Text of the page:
STEPHANIE ROSNER—On January 1, 2019, the Court of Arbitration for Art (CAfA) began accepting art-related disputes for review. This step marks the latest development in the formation of the long-anticipated art law tribunal, which formally launched on June 7, 2018 during the Authentication in Art 2018 Congress. Although the CAfA is based in the Hague, the tribunal will conduct proceedings anywhere in the world to address art-related conflicts such as authenticity, contract, chain of title disputes, and copyright claims.
Today, the CAfA is a joint operation between the Netherlands Arbitration Institution and Authentication in Art, a non-profit group. However, the tribunal was first envisioned by William Charron, an Advisory Board member of Authentication in Art and Co-Chair of the Art Law practice at Pryor Cashman in New York, to address the problematic experiences faced by courts and juries in deciding art law cases, which frequently implicate specialized matters of forensic science, provenance research, and connoisseurship.
Although the formation of CAfA has called attention to the difficulties of trying art law related disputes in traditional courts, the issue is by no means novel. In 1903, Justice Oliver Wendell Holmes, Jr. famously discussed the importance of aesthetic non-discrimination in United States Copyright Law in Bleistein v. Donaldson Lithographing Co, where he stated, “[i]t would be a dangerous undertaking for persons trained only to the law to constitute themselves final judges of the worth of pictorial illustrations, outside of the narrowest and most obvious limits.” Holmes further explained that placing an individual who lacks an understanding of art in a position to judge the values and tastes of others would negate the importance of commercial value.
Despite Holmes’ cautionary warning, courts have continued to rule on sensitive factual inquiries in art law disputes that would be better served by art connoisseurs. This complex situation has not only affected the individual parties in each suit, but also prompted disruptions in the art market at large. Judicial intervention is particularly concerning in authentication disputes, as the art market rarely adheres to judges’ verdicts. This problem is illustrated by the 1993 case Greenberg Gallery, Inc. v. Bauman, where the art market followed a recognized expert’s determination that a sculpture was a fake, despite the judge’s ruling that the work was authentic. Greenberg concerned the authenticity of “Rio Nero,” a mobile allegedly created by Alexander Calder. Despite recognized expert Klaus Perls’ assertion that the work was a copy, the D.C. District Court judge ruled that “Rio Nero” was an authentic Calder. Even at the time of his decision, the judge understood that his ruling would make “Rio Nero” unsellable. He explained, “This is not the market, however, but a court of law, in which the trier of fact must make a decision based upon a preponderance of the evidence.” Now, over twenty years after the court declared that “Rio Nero” was not a forgery, the work remains unsold. Greenberg demonstrates experts’ immense influence over the market, regardless of a judge’s official ruling on a work’s authenticity.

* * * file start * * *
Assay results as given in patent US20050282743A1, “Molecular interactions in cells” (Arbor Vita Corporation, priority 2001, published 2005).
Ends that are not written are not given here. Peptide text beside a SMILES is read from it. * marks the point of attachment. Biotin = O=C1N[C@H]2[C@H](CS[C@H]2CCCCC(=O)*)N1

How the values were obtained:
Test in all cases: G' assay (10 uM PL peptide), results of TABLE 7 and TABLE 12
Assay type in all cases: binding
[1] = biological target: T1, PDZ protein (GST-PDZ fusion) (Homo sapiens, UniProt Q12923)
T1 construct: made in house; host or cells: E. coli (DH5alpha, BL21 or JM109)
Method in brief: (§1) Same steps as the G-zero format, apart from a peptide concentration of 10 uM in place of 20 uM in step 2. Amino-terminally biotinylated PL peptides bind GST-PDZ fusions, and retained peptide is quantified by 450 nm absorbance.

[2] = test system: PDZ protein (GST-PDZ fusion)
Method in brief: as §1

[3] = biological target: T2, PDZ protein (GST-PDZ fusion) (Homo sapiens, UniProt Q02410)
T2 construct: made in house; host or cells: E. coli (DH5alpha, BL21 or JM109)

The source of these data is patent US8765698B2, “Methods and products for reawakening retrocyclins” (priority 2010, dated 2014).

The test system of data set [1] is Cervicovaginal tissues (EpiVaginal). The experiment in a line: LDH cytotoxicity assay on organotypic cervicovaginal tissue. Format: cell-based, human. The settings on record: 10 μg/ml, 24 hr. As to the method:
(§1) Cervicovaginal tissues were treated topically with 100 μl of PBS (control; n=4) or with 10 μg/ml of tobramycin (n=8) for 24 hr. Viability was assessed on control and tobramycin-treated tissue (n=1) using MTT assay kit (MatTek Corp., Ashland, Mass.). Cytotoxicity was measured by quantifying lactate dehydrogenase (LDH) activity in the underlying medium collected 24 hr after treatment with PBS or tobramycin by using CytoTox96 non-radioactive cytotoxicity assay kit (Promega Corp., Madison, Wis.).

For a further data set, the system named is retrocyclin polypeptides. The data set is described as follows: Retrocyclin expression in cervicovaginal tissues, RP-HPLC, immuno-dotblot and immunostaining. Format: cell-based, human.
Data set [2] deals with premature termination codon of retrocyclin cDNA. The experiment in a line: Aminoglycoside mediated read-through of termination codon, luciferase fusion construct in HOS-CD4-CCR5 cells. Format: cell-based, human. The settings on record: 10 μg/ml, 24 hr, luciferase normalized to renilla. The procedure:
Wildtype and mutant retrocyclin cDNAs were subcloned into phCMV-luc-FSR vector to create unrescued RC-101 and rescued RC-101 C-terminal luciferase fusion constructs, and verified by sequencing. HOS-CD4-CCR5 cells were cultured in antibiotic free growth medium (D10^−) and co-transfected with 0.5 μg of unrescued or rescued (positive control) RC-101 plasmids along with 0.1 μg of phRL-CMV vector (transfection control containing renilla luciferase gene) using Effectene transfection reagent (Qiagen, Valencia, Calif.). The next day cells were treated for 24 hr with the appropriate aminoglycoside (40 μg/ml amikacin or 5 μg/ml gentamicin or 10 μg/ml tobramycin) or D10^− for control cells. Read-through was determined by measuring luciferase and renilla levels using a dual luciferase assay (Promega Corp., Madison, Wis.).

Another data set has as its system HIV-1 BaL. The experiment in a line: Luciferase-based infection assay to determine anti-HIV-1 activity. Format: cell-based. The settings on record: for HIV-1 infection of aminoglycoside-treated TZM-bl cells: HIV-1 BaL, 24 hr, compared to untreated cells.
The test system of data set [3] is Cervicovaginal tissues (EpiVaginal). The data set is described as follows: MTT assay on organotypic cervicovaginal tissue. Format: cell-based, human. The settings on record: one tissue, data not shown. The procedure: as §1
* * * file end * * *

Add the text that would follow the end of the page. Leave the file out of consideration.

Now, the CAfA hopes to remedy the inconsistency between the courts and the market by establishing a neutral and informed tribunal. According to Charron, the establishment of CAfA was spurred by a desire “to help both parties and the market accept the results” of their disputes. Rather than utilize a court system whose findings are frequently ignored by the market, Charron explained that CAfA would “flatten the learning curve” by selecting experienced art lawyers to be the decision makers. In Charron’s opinion, these practitioners will be more capable of understanding and properly evaluating the evidence in dispute, so that their ultimate findings will be better received and accepted by the market.
Moreover, CAfA will eliminate conflicts between competing experts and the inherent partisanship that exists when each side is allowed to recruit its own experts, an issue that is almost always present in art law disputes of significant magnitude. Indeed, the tribunal will appoint scientific and provenance experts from a pool managed by the Netherlands Arbitration Institution. Additionally, the CAfA proceedings will be conducted privately. While the tribunal’s final decision will be revealed publicly, including the identity of the work under consideration, the names of the parties involved will remain undisclosed. This procedure respects people in the art world’s desire for anonymity, while ensuring verdicts will be respected by the market.
By transforming how art-related conflicts are evaluated, and replacing the judicial decisionmaker with an informed practitioner, CAfA is set to revolutionize the way art disputes are resolved. If CAfA performs as expected by Charron and others who contributed to its formation, it will not only enhance the accuracy of resulting decisions, but also increase the likelihood that the market will accept and adhere to final verdicts.